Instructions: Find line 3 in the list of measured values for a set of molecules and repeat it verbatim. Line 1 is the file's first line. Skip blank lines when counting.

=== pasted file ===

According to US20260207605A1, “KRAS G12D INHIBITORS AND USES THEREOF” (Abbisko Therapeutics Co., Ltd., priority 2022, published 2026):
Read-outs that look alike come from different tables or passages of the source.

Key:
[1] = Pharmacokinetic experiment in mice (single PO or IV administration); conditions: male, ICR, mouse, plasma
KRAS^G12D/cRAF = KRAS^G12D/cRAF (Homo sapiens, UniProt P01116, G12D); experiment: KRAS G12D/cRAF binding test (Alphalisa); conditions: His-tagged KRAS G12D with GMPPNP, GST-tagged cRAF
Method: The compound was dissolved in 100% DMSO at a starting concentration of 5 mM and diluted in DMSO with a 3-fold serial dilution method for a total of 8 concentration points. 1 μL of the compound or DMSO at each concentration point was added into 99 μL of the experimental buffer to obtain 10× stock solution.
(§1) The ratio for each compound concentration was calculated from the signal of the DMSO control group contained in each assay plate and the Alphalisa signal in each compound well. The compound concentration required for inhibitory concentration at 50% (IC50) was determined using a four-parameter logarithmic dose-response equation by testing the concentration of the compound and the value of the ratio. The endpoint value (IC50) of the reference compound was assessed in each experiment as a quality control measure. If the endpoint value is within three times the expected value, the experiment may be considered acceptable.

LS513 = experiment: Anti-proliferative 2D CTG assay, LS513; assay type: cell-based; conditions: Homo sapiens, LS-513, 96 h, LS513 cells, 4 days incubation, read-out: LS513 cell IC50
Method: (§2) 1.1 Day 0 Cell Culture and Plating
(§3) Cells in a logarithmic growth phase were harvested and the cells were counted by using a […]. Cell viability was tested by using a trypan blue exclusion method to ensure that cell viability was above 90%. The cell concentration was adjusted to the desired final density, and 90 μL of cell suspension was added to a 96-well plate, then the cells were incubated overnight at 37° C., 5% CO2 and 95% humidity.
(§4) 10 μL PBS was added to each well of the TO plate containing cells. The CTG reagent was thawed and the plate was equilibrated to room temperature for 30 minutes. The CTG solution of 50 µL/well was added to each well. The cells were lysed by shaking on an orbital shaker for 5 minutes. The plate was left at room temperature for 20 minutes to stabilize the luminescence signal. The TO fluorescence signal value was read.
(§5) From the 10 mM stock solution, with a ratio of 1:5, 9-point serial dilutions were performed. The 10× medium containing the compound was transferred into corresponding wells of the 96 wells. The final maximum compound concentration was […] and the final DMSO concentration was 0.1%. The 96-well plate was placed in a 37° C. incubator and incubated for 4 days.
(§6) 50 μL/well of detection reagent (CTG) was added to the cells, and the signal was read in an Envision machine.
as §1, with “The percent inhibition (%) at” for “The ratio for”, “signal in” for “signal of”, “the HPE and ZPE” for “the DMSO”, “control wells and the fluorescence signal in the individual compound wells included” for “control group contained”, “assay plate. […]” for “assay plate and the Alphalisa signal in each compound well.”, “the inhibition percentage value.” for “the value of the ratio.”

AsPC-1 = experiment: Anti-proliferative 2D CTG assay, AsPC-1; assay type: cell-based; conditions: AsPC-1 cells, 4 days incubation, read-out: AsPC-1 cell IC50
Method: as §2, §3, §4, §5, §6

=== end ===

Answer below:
Key: